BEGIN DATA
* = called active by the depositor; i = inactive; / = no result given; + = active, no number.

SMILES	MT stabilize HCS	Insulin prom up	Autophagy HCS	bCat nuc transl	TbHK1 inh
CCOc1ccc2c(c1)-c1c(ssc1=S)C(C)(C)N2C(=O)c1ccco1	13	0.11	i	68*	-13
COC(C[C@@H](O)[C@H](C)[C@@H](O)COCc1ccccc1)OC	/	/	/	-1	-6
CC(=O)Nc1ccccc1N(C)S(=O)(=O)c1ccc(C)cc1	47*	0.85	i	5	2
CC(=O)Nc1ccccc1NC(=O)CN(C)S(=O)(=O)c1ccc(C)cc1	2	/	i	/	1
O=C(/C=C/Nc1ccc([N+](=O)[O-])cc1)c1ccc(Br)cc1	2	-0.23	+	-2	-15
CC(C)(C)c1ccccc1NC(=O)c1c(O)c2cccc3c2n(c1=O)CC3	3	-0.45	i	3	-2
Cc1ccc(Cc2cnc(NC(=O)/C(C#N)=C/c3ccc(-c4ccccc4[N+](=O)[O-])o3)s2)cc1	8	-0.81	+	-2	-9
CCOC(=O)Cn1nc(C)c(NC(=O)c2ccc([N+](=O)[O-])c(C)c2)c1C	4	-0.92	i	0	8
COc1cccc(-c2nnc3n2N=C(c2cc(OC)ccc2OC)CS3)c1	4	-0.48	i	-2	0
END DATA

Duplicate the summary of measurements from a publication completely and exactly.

* = called active by the depositor; i = inactive; / = no result given; + = active, no number.

SMILES	MT stabilize HCS	Insulin prom up	Autophagy HCS	bCat nuc transl	TbHK1 inh
CCOc1ccc2c(c1)-c1c(ssc1=S)C(C)(C)N2C(=O)c1ccco1	13	0.11	i	68*	-13
COC(C[C@@H](O)[C@H](C)[C@@H](O)COCc1ccccc1)OC	/	/	/	-1	-6
CC(=O)Nc1ccccc1N(C)S(=O)(=O)c1ccc(C)cc1	47*	0.85	i	5	2
CC(=O)Nc1ccccc1NC(=O)CN(C)S(=O)(=O)c1ccc(C)cc1	2	/	i	/	1
O=C(/C=C/Nc1ccc([N+](=O)[O-])cc1)c1ccc(Br)cc1	2	-0.23	+	-2	-15
CC(C)(C)c1ccccc1NC(=O)c1c(O)c2cccc3c2n(c1=O)CC3	3	-0.45	i	3	-2
Cc1ccc(Cc2cnc(NC(=O)/C(C#N)=C/c3ccc(-c4ccccc4[N+](=O)[O-])o3)s2)cc1	8	-0.81	+	-2	-9
CCOC(=O)Cn1nc(C)c(NC(=O)c2ccc([N+](=O)[O-])c(C)c2)c1C	4	-0.92	i	0	8
COc1cccc(-c2nnc3n2N=C(c2cc(OC)ccc2OC)CS3)c1	4	-0.48	i	-2	0